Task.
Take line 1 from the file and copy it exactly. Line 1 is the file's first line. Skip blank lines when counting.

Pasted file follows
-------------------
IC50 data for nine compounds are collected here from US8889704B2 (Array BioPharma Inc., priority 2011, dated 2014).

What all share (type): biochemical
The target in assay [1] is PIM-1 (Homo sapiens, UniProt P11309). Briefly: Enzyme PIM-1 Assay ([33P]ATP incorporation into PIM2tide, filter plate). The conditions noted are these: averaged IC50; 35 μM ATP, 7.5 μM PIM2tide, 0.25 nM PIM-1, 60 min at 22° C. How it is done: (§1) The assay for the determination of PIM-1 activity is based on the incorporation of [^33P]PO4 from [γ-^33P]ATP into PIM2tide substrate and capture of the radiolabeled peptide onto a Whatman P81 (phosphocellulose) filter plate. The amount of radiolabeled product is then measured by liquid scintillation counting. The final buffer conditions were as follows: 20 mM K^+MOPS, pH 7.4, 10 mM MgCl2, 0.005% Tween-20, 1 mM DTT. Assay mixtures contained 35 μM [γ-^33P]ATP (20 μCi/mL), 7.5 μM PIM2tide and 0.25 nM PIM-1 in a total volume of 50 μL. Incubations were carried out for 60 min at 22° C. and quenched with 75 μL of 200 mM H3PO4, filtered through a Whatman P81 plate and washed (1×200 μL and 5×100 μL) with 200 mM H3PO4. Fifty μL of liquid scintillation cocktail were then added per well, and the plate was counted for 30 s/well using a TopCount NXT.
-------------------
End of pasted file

IC50 data for nine compounds are collected here from US8889704B2 (Array BioPharma Inc., priority 2011, dated 2014).